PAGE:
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Activist Tawanda Jones and TRNN’s Eddie Conway say protests will continue until police are held accountable and economic inequality is addressed.

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JAISAL NOOR, TRNN: Welcome to the Real News Network. I’m Jaisal Noor in Baltimore. We’re here at the courthouse where the first pre-trial hearing was held earlier today for the six officers charged in the death of Freddie Gray. The judge dismissed both of the defense’s motions to throw out the trial and to recuse prosecutor Marilyn Mosby. Today’s also a Wednesday, which means it’s a West Wednesday. Every Wednesday since July 18, 2013 the family of Tyrone West has been in the streets of Baltimore demanding justice. Right now I’m with Tawanda Jones, Tyrone West’s sister. Tyrone West was killed more than two years ago in another incident with Baltimore police officers. In this case, the officers were not indicted and the family has been fighting tirelessly to get charges pressed against those officers. Tawanda, thanks so much for talking to us. TAWANDA JONES: Thank you. NOOR: Tell us a little bit about why you’re out here today. JONES: We’re out here today because I’m just totally disgusted at the fact that we even had to have hearings in place for something that should be just going smoothly. These officers brutally murdered somebody, or was accused of murdering somebody. Let the trial take its course. You know, why should it–it’s like everything our state’s attorney is doing, they’re trying to [rebut] it and that’s disgusting. It’s horrible. NOOR: And for a lot of people that aren’t from Baltimore, aren’t familiar with the movement for police accountability, more and more people are hearing your name. You’ve been out here for two years, but you’ve become a leader in the city. A lot of people credit you with being one of the reasons why Marilyn Mosby was even elected, because you put so much pressure on the old state’s attorney for not prosecuting cops like the cops that killed your brother. JONES: Yes, absolutely. Gregg Bernstein, we basically put him out of office by getting people not to vote for him, and we were handing out Marilyn Mosby fliers, telling them what happened to my brother. And Anthony Anderson, and all the cases that he failed us. He failed us big time. And now we have somebody that’s standing up, trying to be transparent, holding people accountable, and this is what happens. This is sick, to me. I’m really disgusted. So I can’t be like, oh, I’m so happy. I’m tired of being happy for things that are supposed to go the way they’re supposed to go. You know, like, that’s crazy. NOOR: So obviously this is just the first pre-trial hearing. What do you think is in store for the city, and will the protests keep continuing? JONES: Yes, the protesters are going to keep continuing. But I don’t know what’s in store because I feel like it started trying to make peaceful things happen. They’re equipping the officers with all these weapons and all this extra stuff. They’re doubling up on police officers when the last time nobody got hurt from a riot. Like, nobody hurt no one. And for them to respond like this is scary. I don’t know what they have planned. That’s the scary part. They would rather put all the money in for all these tasers and all this stuff, but it’s starting to change the corrupt system, that’s scary. NOOR: And since the Baltimore uprising we know councilmen have called on Marilyn Mosby to reopen the case against the men that killed your brother. Is there any updates on that? JONES: No, I’m still just waiting to hear something. But I know at the end of the day I respect her, because I know she has a lot [on]. That’s why I’m not turning up the pressure, because this Freddie Gray stuff is serious. And I commend her, and I give her all kudos for bringing it this far and stuff like that. At the end of the day I understand, and so I’m just letting her do her job. NOOR: Tawanda Jones, thanks so much for speaking with us. JONES: Thank you. NOOR: So we’re here at the West Wednesday. We’re going to show you a little bit of the protests and the crowds that have gathered here. I’m joined here by TRNN producer, former Black Panther, Eddie Conway. Eddie, you’ve been following developments in this whole case since the beginning. What are your thoughts today? The judge threw out the two motions put forward by the defense for the six officers. CONWAY: I think that was a good move on the part of the judge, because the city is like, on edge. And they want justice. And they want to see this process go through, and they want to see it go through fairly, and they want to see it go through in the city. So I think all the powers that be should be encouraging a fair and open and transparent kind of process in this whole ordeal. NOOR: We’ve seen unprecedented protests since Freddie Gray was killed, we haven’t seen anything like that in Baltimore in years. Do you think that’s playing a role in this going forward? CONWAY: Yes. I mean, they always say that violence is the language, is the voice of the people that aren’t heard. And unfortunately for too long, for at least 111 other murder cases in the state of Maryland, nobody’s voice was heard. And so at some point people raised their voice because they needed to be heard. And so it’s unprecedented, and hopefully this will be resolved in a peaceful, fair manner, and the people that have committed crimes will go to jail just like everybody else that commits crimes go to jail, and some people that don’t commit crimes go to jail. NOOR: And so this trial is for the six officers. People are still calling for a much bigger change. And one of those changes is accountability of police. Talk about what kind of changes you think Baltimore needs to see to truly have justice here. CONWAY: Well, the kind of change that would actually be permanent and effective is to first organize community patrols, have community control of the police, have community control of hiring and firing the police commissioner, have subpoena power in which people could be forced to testify, and have the ability to fire or terminate or punish or penalize anybody that violates another human being’s rights. And for us people to live in the communities, not necessarily in the communities they’re patrolling, but in the communities within the boundaries of Baltimore City, if they’re going to work for Baltimore City, and they’re going to police and protect and serve the people in the city. And if people in the city are paying their salaries. They should live here. NOOR: And a broader change would also have–there has to be some economic justice as well, many people would say. Talk about how that fits into this picture. Because in places like Gilmor Homes, you have very high unemployment rates. The city spends, the state spends tons of money on incarceration, and there’s very few jobs. How is that all connected? CONWAY: Well, if you have massive unemployment like you have among segments of the African-American population, and even segments of the poor white community, you’re going to have conflicts and you’re going to have people have to try to figure out how to live, how to eat, how to pay their rent, how to take care of their children. And so you’re going to have conflicts. So certainly a jobs program needs to be put in place to restore people to a healthy economic condition. The city itself should spend some of that money to rehab some of these buildings. There shouldn’t be any homeless people out here, shouldn’t be any people out here looking for jobs and needing jobs when a tremendous amount of money is pouring in the Inner Harbor and Downtown areas. The money is going down there and is going to a small percentage of the population, and the overwhelming large percentage of the population is suffering economically. That’s got to change in order for all the rest of this stuff to change. NOOR: And lastly, Eddie, you’ve been in this fight for a long time. You’re a former Black Panther. You did 44 years in jail as a political prisoner. Do you see things changing in a positive direction? And do you have hope in–what gives you hope? CONWAY: I see that there’s a new drive among young people, among immigrants, among gay people, among people that’s just fighting for the environment, fighting against the security state, big brother. I see on the ground a lot of people are starting to ask questions. They’re starting to engage, and they’re starting to organize. And I think change is coming, but it’s not going to be immediate, and it’s going to require a whole lot more, and more people getting involved. But there’s pushback against the economic oppression that people have been facing for years, and there’s pushback against the big brother security state, and there’s pushback against just not treating people as human beings. And so I think as the younger generation gets more and more active, the pushback will grow, and change will happen. NOOR: Eddie Conway, thanks so much for joining us. CONWAY: Thanks for having me. NOOR: And that wraps it up for our coverage today. Thank you so much for joining us. And go to for continuing coverage of the Freddie Gray trial.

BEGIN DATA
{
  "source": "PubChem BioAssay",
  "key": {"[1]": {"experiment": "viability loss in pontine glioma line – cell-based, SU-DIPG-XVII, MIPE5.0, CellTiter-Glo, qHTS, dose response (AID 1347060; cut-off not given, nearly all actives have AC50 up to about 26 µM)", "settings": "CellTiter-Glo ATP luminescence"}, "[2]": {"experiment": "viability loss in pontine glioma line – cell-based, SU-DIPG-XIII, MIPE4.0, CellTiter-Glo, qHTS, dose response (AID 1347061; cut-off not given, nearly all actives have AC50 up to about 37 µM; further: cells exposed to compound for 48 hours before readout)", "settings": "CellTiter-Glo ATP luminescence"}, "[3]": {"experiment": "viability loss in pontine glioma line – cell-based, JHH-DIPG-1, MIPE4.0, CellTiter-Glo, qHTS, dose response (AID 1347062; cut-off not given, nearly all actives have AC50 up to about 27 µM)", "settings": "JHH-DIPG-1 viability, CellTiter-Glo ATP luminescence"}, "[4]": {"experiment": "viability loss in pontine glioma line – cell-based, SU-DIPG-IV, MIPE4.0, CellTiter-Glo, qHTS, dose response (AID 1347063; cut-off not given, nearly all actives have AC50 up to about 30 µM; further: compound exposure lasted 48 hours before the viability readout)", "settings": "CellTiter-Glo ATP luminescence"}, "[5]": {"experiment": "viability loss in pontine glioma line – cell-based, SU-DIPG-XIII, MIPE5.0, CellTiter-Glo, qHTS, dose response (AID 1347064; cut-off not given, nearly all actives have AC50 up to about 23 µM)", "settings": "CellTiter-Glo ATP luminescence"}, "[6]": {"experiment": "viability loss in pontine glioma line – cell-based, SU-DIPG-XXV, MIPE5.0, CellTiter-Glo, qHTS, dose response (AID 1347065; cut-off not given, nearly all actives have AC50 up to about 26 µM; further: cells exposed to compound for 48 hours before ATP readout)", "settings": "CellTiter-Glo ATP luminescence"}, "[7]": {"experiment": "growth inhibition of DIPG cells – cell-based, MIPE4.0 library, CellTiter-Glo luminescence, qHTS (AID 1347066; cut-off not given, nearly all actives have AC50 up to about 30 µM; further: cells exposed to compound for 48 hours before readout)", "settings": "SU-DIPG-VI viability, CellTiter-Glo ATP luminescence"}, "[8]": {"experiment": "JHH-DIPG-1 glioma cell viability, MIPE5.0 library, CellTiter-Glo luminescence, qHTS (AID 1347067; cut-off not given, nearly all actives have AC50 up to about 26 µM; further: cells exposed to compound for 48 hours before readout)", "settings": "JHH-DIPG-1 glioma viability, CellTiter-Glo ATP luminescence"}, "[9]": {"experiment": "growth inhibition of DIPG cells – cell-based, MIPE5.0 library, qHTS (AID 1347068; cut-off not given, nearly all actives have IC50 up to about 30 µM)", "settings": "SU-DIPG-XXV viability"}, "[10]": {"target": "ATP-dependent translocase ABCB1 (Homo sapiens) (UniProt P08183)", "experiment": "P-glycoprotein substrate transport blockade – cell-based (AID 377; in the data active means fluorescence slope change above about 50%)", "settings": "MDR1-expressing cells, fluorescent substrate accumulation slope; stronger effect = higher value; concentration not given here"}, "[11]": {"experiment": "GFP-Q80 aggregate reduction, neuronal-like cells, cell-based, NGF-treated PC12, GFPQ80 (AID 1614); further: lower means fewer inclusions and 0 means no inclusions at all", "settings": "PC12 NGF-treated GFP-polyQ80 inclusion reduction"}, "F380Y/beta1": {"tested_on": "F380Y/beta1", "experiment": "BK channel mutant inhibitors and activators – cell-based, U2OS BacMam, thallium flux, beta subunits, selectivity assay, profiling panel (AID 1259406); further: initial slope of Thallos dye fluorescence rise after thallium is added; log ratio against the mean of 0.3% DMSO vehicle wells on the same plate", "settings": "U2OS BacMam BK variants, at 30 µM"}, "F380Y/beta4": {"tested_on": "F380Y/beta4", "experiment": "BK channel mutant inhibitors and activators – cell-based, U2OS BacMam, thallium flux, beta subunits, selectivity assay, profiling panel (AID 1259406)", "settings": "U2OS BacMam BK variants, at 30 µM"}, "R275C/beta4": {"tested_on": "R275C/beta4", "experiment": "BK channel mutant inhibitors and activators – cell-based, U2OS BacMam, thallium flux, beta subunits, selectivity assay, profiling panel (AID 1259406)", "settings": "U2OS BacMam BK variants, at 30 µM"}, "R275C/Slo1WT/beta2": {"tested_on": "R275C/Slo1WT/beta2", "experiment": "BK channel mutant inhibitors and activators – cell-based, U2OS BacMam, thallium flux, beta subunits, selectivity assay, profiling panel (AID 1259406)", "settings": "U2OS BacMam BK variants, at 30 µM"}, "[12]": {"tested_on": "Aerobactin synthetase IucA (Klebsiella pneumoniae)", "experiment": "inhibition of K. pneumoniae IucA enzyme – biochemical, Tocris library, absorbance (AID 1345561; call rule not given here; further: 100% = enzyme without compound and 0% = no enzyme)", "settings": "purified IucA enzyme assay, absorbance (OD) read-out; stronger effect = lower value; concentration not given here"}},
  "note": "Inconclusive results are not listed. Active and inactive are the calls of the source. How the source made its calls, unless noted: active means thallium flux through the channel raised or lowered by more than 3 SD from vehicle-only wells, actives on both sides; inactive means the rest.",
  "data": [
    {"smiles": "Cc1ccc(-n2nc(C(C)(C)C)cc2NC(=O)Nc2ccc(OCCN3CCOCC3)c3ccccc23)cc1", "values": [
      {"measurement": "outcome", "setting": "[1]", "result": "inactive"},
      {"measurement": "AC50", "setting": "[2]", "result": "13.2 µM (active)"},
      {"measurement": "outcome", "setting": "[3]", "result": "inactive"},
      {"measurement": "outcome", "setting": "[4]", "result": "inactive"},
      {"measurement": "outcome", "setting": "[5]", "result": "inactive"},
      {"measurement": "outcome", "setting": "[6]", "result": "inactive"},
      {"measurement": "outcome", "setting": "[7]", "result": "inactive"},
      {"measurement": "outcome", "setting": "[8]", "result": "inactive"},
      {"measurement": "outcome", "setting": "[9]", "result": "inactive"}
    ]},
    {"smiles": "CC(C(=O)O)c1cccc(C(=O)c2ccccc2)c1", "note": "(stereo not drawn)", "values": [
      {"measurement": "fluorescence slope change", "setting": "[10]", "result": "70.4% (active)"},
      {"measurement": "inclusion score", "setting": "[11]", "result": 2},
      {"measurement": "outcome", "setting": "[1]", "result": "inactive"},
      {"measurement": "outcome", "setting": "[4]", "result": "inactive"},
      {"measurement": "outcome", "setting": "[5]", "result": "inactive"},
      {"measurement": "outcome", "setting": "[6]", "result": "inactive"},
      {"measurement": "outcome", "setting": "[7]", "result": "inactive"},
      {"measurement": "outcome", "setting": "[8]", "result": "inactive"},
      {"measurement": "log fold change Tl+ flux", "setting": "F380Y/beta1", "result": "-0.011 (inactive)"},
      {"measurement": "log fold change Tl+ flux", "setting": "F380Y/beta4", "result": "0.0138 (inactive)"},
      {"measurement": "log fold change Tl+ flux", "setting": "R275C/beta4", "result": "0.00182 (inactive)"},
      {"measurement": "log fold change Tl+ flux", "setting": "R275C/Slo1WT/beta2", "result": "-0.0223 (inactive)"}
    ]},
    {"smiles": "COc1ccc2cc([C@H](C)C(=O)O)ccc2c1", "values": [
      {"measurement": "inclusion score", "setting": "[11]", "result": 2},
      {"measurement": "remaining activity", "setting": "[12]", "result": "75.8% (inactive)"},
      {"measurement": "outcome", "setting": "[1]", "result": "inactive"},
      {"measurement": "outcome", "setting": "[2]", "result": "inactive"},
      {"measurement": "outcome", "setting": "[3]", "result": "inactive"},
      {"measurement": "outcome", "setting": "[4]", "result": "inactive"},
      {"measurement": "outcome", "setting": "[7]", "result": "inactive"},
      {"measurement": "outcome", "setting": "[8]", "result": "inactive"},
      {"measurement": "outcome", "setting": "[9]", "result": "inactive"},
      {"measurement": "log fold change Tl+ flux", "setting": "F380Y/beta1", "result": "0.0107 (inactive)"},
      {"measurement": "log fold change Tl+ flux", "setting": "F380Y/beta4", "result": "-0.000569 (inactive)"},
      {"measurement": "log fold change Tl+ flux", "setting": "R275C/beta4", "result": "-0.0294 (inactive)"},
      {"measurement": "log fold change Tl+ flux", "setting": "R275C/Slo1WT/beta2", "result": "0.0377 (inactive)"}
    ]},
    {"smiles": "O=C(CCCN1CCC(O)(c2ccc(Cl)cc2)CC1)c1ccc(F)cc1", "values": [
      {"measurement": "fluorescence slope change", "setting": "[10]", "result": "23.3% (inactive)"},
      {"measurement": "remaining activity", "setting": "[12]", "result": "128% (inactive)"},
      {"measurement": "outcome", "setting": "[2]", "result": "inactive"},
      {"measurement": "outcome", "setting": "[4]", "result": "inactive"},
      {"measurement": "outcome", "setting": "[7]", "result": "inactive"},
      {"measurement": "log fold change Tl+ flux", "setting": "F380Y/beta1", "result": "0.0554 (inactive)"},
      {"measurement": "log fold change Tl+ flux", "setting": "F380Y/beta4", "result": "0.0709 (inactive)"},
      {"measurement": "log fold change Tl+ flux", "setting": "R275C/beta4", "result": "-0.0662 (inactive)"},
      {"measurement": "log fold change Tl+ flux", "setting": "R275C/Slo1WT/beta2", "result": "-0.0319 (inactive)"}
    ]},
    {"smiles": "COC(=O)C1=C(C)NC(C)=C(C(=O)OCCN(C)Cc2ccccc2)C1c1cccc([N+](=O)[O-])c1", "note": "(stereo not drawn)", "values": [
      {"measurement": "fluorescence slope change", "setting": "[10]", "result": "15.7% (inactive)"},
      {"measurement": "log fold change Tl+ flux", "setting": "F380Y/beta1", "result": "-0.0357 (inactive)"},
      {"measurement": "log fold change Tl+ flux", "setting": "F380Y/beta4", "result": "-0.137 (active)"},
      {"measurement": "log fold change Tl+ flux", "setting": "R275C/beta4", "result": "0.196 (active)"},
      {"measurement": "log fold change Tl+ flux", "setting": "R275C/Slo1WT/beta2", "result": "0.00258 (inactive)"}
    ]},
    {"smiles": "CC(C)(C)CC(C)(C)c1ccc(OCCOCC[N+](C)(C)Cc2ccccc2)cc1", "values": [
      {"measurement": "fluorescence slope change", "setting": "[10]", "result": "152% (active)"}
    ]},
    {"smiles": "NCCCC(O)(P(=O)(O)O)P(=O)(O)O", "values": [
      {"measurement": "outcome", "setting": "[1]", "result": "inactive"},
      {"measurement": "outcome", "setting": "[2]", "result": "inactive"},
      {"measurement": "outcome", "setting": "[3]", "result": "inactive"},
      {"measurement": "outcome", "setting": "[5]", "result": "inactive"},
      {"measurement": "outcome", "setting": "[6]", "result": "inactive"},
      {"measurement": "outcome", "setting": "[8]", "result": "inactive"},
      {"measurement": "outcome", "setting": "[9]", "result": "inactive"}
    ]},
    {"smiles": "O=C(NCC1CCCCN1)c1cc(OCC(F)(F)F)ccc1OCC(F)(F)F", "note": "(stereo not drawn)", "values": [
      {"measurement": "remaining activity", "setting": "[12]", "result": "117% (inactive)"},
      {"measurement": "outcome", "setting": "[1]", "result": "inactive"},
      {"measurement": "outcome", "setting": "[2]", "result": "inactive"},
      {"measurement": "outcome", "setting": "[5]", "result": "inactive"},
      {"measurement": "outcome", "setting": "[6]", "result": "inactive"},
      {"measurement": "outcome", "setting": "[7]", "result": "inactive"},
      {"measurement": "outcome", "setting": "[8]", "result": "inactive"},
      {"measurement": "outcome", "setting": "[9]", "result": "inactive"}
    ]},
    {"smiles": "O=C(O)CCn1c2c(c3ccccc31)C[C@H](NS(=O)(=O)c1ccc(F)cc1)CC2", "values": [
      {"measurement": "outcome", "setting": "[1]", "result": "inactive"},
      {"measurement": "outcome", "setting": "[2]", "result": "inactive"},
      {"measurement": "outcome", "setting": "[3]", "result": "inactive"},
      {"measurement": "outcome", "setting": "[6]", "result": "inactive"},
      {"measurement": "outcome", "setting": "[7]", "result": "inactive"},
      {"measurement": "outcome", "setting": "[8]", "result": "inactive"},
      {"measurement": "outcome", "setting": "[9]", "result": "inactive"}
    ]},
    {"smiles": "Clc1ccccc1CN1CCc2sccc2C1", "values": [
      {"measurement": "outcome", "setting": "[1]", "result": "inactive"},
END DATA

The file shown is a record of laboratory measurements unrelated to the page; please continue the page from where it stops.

DISCLAIMER: Please note that transcripts for The Real News Network are typed from a recording of the program. TRNN cannot guarantee their complete accuracy.

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Jaisal is currently the Democracy Initiative Manager at the Solutions Journalism Network and is a former TRNN host, producer, and reporter. He mainly grew up in the Baltimore area and studied modern history at the University of Maryland, College Park. Before joining TRNN, he contributed print, radio, and TV reports to Free Speech Radio News, Democracy Now! and The Indypendent. Jaisal's mother has taught in the Baltimore City Public School system for the past 25 years. Follow him on Twitter @jaisalnoor.